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Care homes provide essential support and care for thousands of older people across the UK. Individuals who can no longer live at home safely and therefore rely on the support and comfort of the care home.  Ensuring that each part of your care home is properly maintained and focused on providing comfort to residents is key. It is therefore essential to ensure all residents are comfortable, and this includes temperature regulations.

Many people have to move to a care or nursing home because they have mobility or health issues and need 24/7 on-call care. Creating the perfect environment that suits all residents is a challenge. One area that is of particular importance in care homes is temperature control and quality of air. Even minor changes in ambient temperature can make an older / sick person feel uncomfortable. Residents of nursing homes commonly spend the vast majority of their time indoors where they are exposed to indoor air pollutants for long periods.

Therefore, the air quality in hospitals and nursing homes must be the best possible. Air pollution is the biggest cause of shortened lifespan in humans. Indoor air in hospitals and nursing homes unfortunately contains unhealthy substances generated on the premises. These pollutants come from people, textiles, smells, cleaning chemicals, mould spores, paint and building materials, etc. Pollutants can also originate in leaking ventilation systems.

Older People Feel Colder

There are several reasons why someone living in a care home might feel colder than you would expect. As we get older, for instance, the skin tends to thin which means we are more susceptible to changes in temperature. If someone also suffers from circulatory problems it can mean they feel cold despite it being a sunny, warm day.

Those with dementia can also have an altered perception of what cold is and how they feel it which can be challenging for carers.

Older people often have a more compromised immune system which means they are susceptible to colds and flu. Even a slight temperature change may be noticed, especially with the extremities such as hands and feet. Care homes need to be able to have control over areas like temperature as well as features such as air conditioning. Good air quality means that bugs and bacteria are less likely to circulate and cause infections.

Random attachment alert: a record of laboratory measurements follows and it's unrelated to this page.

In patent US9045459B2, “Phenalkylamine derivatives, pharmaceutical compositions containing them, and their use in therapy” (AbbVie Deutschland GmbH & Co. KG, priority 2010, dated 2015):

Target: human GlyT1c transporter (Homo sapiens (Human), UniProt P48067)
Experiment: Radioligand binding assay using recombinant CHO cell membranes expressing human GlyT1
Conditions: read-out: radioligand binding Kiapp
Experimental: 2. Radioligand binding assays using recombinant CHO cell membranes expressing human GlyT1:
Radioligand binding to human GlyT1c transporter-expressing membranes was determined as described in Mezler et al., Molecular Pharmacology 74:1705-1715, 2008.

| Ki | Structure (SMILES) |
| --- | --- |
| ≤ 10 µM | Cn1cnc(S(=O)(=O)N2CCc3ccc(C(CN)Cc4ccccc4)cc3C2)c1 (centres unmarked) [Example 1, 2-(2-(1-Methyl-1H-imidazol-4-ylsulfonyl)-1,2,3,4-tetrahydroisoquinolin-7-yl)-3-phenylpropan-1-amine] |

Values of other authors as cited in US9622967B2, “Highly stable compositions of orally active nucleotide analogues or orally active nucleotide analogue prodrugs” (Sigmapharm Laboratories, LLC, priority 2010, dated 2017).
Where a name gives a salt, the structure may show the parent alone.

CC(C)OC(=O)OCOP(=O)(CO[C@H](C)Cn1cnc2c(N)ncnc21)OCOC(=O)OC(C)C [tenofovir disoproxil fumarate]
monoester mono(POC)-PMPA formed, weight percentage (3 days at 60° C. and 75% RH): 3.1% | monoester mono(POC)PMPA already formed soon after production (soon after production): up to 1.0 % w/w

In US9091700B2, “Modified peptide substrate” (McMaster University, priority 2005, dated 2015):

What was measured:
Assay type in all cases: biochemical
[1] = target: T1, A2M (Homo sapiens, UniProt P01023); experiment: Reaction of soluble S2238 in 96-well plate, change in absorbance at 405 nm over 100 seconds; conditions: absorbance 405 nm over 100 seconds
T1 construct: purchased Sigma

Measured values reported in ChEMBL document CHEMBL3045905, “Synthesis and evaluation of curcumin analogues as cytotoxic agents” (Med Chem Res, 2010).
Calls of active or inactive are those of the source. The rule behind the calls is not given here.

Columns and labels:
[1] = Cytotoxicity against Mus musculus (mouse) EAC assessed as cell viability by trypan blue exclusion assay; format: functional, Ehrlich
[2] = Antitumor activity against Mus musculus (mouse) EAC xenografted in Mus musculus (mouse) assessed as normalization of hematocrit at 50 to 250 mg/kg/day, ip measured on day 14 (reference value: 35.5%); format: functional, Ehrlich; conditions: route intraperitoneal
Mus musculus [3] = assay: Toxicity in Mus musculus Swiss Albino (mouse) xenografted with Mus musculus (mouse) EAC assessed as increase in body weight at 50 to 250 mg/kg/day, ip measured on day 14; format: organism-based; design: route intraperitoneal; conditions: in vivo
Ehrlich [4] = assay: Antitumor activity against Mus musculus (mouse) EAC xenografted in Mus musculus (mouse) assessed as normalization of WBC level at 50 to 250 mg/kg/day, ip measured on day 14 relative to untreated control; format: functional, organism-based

Perception of temperature can vary between individuals which makes greater control even more important. Maintaining the right temperature means that, for example, residents get a good night’s sleep which is beneficial to their health and wellbeing rather than struggling with a room that is either too hot or too cold.

Weaker Immune System

As we age, our immune systems become compromised. This means it is easier to catch common sickness bugs such as colds and flu. Pneumonia happens when an individual isn’t able to get warm, which is why people tend to get sick more often in the winter months. Good air quality will reduce the infection-causing bacteria in the care home. An air conditioning specialist, such as Woodhouse Environmental Services, can advise you on the best air conditioning solutions for your care home to ensure safety and comfort.

Reduced Mobility

Many care home residents struggle with mobility and, therefore, may not be able to get up and move about if they wish to warm up. Being mobile helps to boost circulation.

Today’s air conditioning and temperature control systems are highly sophisticated and can be tailored to individual care homes. You can have one control for the shared community areas in your home and individual thermostats and air-con for separate rooms. Providing residents with a cool environment in the summer is just as important as warmth in the colder months. Care homes should have a cool room or area where people can go to cool down. High-risk groups that are vulnerable to the effects of heat can find it hard to cool themselves efficiently once temperatures rise above 26°C.

Contact Woodhouse HQ today for more information on air conditioning, indoor air quality, and the importance of temperature control.

If you missed our previous blog on Heating & Plumbing: The Environmental Benefits to Underfloor Heating Systems check it out.